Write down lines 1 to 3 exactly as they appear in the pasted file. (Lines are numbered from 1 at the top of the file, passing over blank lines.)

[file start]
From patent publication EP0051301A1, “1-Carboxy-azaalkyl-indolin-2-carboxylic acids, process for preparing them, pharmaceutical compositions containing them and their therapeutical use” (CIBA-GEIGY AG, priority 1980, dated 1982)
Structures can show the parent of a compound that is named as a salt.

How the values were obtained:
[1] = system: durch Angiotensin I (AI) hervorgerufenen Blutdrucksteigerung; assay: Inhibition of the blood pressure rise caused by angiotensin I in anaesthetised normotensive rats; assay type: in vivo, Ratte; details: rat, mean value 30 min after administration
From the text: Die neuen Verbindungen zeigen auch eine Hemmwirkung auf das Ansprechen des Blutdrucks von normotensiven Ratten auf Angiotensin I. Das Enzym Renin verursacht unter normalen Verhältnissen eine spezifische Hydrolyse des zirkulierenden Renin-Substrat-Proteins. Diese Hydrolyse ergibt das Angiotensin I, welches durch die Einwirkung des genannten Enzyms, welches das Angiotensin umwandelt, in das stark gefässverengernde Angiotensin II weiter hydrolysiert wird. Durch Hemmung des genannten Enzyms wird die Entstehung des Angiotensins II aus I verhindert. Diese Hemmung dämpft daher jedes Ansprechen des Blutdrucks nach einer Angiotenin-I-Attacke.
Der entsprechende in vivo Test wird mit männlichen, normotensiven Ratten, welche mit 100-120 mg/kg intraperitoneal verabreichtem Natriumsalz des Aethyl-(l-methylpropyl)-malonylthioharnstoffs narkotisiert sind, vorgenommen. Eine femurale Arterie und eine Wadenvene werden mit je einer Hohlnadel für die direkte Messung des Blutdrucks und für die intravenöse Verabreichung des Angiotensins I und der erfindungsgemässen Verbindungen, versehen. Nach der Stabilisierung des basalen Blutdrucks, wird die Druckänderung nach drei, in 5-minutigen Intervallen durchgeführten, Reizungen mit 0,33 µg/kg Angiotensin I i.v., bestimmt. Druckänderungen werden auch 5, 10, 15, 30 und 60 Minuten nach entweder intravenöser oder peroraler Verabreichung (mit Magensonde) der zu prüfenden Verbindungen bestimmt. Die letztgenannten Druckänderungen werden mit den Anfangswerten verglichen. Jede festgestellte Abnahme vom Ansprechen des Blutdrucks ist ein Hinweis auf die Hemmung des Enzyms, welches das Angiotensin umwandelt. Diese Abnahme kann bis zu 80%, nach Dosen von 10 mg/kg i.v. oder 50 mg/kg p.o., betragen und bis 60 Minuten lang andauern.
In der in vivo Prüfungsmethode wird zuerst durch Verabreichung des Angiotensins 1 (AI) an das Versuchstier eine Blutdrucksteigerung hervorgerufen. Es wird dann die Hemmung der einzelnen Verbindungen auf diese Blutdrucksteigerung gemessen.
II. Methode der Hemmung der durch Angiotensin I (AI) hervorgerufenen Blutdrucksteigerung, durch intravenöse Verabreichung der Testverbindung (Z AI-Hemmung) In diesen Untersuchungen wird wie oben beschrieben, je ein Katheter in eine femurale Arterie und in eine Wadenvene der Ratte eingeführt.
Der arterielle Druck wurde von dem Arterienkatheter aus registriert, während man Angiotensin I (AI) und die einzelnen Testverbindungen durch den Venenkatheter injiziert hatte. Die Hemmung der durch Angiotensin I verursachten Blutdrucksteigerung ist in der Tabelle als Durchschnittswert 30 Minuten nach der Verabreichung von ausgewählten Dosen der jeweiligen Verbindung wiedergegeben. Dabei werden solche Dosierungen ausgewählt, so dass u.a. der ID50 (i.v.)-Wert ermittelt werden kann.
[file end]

From patent publication EP0051301A1, “1-Carboxy-azaalkyl-indolin-2-carboxylic acids, process for preparing them, pharmaceutical compositions containing them and their therapeutical use” (CIBA-GEIGY AG, priority 1980, dated 1982)
Structures can show the parent of a compound that is named as a salt.

How the values were obtained: